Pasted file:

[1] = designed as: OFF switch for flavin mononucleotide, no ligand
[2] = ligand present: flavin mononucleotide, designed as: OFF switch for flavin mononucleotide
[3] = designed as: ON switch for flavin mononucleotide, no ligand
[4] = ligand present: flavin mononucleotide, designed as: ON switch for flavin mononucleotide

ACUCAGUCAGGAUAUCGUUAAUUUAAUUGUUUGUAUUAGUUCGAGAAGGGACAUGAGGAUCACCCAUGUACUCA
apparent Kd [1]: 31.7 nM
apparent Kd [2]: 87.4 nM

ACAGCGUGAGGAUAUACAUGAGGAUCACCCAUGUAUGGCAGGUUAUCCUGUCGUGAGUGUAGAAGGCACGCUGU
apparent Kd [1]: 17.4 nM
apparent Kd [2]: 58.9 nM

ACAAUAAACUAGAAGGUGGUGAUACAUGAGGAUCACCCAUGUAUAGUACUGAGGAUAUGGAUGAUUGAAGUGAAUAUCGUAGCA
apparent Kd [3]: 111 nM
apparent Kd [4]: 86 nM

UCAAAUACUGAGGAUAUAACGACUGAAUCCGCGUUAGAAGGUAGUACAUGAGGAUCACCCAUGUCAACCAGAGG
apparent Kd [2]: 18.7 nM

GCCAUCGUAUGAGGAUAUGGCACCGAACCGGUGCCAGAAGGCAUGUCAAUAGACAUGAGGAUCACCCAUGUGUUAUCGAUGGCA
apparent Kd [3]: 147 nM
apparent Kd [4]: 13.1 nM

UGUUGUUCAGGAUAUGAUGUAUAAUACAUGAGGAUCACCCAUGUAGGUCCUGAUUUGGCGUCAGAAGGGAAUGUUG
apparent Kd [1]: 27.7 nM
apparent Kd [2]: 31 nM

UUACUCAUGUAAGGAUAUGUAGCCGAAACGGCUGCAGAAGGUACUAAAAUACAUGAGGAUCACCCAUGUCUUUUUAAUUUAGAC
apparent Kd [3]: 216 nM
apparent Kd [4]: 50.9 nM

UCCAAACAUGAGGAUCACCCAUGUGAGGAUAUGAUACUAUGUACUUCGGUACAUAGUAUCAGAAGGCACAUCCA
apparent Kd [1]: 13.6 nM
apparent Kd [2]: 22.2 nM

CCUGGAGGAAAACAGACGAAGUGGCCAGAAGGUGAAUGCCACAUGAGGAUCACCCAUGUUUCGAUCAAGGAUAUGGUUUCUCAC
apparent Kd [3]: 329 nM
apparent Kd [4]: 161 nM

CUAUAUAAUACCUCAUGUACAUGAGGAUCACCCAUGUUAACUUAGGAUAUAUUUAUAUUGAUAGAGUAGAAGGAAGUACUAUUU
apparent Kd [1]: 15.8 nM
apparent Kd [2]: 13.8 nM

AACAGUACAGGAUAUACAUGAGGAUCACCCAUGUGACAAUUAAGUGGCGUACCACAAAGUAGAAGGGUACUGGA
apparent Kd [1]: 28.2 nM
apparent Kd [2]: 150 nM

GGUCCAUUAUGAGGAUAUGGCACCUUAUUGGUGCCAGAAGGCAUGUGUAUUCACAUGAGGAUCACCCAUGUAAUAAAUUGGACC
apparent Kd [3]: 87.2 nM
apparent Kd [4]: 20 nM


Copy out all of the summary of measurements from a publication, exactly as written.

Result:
[1] = designed as: OFF switch for flavin mononucleotide, no ligand
[2] = ligand present: flavin mononucleotide, designed as: OFF switch for flavin mononucleotide
[3] = designed as: ON switch for flavin mononucleotide, no ligand
[4] = ligand present: flavin mononucleotide, designed as: ON switch for flavin mononucleotide

ACUCAGUCAGGAUAUCGUUAAUUUAAUUGUUUGUAUUAGUUCGAGAAGGGACAUGAGGAUCACCCAUGUACUCA
apparent Kd [1]: 31.7 nM
apparent Kd [2]: 87.4 nM

ACAGCGUGAGGAUAUACAUGAGGAUCACCCAUGUAUGGCAGGUUAUCCUGUCGUGAGUGUAGAAGGCACGCUGU
apparent Kd [1]: 17.4 nM
apparent Kd [2]: 58.9 nM

ACAAUAAACUAGAAGGUGGUGAUACAUGAGGAUCACCCAUGUAUAGUACUGAGGAUAUGGAUGAUUGAAGUGAAUAUCGUAGCA
apparent Kd [3]: 111 nM
apparent Kd [4]: 86 nM

UCAAAUACUGAGGAUAUAACGACUGAAUCCGCGUUAGAAGGUAGUACAUGAGGAUCACCCAUGUCAACCAGAGG
apparent Kd [2]: 18.7 nM

GCCAUCGUAUGAGGAUAUGGCACCGAACCGGUGCCAGAAGGCAUGUCAAUAGACAUGAGGAUCACCCAUGUGUUAUCGAUGGCA
apparent Kd [3]: 147 nM
apparent Kd [4]: 13.1 nM

UGUUGUUCAGGAUAUGAUGUAUAAUACAUGAGGAUCACCCAUGUAGGUCCUGAUUUGGCGUCAGAAGGGAAUGUUG
apparent Kd [1]: 27.7 nM
apparent Kd [2]: 31 nM

UUACUCAUGUAAGGAUAUGUAGCCGAAACGGCUGCAGAAGGUACUAAAAUACAUGAGGAUCACCCAUGUCUUUUUAAUUUAGAC
apparent Kd [3]: 216 nM
apparent Kd [4]: 50.9 nM

UCCAAACAUGAGGAUCACCCAUGUGAGGAUAUGAUACUAUGUACUUCGGUACAUAGUAUCAGAAGGCACAUCCA
apparent Kd [1]: 13.6 nM
apparent Kd [2]: 22.2 nM

CCUGGAGGAAAACAGACGAAGUGGCCAGAAGGUGAAUGCCACAUGAGGAUCACCCAUGUUUCGAUCAAGGAUAUGGUUUCUCAC
apparent Kd [3]: 329 nM
apparent Kd [4]: 161 nM

CUAUAUAAUACCUCAUGUACAUGAGGAUCACCCAUGUUAACUUAGGAUAUAUUUAUAUUGAUAGAGUAGAAGGAAGUACUAUUU
apparent Kd [1]: 15.8 nM
apparent Kd [2]: 13.8 nM

AACAGUACAGGAUAUACAUGAGGAUCACCCAUGUGACAAUUAAGUGGCGUACCACAAAGUAGAAGGGUACUGGA
apparent Kd [1]: 28.2 nM
apparent Kd [2]: 150 nM

GGUCCAUUAUGAGGAUAUGGCACCUUAUUGGUGCCAGAAGGCAUGUGUAUUCACAUGAGGAUCACCCAUGUAAUAAAUUGGACC
apparent Kd [3]: 87.2 nM
apparent Kd [4]: 20 nM